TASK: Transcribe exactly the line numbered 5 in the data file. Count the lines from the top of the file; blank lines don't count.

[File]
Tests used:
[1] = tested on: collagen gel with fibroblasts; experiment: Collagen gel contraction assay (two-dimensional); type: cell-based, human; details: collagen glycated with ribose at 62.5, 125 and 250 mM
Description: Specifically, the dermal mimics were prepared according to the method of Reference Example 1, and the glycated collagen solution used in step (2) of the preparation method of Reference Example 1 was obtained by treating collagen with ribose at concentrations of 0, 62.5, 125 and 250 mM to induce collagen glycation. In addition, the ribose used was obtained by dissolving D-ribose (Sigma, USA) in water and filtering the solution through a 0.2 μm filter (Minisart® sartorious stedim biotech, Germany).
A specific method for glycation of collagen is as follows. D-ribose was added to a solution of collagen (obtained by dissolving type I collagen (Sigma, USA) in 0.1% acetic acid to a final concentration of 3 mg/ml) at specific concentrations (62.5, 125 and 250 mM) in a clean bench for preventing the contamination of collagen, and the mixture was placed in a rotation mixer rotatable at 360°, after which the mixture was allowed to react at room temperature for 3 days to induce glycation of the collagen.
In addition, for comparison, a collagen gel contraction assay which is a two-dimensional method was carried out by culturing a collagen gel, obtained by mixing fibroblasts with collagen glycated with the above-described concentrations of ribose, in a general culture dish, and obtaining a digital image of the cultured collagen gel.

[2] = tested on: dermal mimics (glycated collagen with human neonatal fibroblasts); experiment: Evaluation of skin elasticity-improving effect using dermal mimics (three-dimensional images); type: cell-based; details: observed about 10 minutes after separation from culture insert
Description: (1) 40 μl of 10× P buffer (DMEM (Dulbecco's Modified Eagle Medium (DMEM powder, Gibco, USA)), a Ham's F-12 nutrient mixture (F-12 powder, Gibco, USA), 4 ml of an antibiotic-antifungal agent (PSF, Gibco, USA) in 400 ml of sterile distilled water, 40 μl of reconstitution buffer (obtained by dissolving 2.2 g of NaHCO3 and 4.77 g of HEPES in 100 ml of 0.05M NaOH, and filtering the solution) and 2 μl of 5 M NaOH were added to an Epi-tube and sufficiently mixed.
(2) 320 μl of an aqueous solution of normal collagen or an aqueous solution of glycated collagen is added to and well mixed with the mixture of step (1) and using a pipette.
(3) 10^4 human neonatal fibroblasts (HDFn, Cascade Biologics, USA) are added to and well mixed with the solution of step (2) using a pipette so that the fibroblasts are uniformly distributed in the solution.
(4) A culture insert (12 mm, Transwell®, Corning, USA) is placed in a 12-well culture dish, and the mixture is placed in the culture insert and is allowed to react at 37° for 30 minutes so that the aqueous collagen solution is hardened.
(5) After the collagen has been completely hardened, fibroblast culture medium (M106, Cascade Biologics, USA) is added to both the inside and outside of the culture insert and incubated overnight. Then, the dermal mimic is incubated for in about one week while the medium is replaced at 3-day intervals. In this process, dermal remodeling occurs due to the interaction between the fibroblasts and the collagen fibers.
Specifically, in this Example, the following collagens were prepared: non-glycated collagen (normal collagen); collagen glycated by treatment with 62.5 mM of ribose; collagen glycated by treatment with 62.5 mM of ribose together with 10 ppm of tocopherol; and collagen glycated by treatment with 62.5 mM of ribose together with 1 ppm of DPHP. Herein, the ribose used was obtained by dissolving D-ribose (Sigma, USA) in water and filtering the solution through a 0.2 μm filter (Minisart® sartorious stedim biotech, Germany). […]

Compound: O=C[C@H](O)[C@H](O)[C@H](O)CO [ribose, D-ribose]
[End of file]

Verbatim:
In addition, for comparison, a collagen gel contraction assay which is a two-dimensional method was carried out by culturing a collagen gel, obtained by mixing fibroblasts with collagen glycated with the above-described concentrations of ribose, in a general culture dish, and obtaining a digital image of the cultured collagen gel.